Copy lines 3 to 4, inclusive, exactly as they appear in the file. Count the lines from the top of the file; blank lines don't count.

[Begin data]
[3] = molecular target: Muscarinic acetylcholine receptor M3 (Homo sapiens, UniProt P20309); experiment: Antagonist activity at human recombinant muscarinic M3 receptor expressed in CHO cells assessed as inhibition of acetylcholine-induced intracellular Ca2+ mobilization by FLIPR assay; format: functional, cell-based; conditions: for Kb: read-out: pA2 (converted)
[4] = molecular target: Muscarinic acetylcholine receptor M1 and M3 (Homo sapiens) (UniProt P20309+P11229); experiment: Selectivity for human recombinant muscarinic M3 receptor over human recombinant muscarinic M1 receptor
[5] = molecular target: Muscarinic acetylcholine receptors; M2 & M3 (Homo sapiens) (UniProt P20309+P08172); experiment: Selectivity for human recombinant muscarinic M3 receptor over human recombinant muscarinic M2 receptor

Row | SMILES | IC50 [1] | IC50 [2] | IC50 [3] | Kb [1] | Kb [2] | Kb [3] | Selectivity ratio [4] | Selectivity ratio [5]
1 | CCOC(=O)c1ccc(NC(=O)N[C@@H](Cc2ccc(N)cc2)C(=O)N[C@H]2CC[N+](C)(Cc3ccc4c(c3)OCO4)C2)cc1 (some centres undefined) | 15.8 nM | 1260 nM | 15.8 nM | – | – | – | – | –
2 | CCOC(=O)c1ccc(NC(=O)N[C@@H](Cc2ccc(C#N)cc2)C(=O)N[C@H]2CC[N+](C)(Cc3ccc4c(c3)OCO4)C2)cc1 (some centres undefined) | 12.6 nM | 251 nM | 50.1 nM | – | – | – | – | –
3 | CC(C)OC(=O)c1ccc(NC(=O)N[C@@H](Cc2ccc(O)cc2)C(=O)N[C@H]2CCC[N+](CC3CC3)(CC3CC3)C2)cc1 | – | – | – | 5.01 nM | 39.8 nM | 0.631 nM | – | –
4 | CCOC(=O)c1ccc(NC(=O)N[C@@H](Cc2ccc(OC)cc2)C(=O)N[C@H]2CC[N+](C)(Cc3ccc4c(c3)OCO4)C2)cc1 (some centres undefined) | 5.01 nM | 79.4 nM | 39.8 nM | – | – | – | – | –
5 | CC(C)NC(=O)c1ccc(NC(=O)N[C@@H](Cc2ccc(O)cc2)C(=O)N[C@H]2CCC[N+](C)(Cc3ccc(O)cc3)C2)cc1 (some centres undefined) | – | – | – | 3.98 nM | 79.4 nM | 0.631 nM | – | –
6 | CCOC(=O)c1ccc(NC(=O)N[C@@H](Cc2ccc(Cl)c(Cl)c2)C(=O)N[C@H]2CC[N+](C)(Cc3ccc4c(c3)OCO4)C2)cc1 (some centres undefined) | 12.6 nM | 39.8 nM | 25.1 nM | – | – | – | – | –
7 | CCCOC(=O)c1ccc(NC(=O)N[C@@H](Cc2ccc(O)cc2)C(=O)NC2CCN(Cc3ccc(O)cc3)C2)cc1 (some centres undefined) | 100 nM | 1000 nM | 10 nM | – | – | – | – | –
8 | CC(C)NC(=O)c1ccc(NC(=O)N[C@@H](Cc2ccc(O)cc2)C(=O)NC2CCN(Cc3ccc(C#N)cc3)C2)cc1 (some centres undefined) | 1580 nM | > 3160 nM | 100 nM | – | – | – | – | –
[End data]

[5] = molecular target: Muscarinic acetylcholine receptors; M2 & M3 (Homo sapiens) (UniProt P20309+P08172); experiment: Selectivity for human recombinant muscarinic M3 receptor over human recombinant muscarinic M2 receptor

Row | SMILES | IC50 [1] | IC50 [2] | IC50 [3] | Kb [1] | Kb [2] | Kb [3] | Selectivity ratio [4] | Selectivity ratio [5]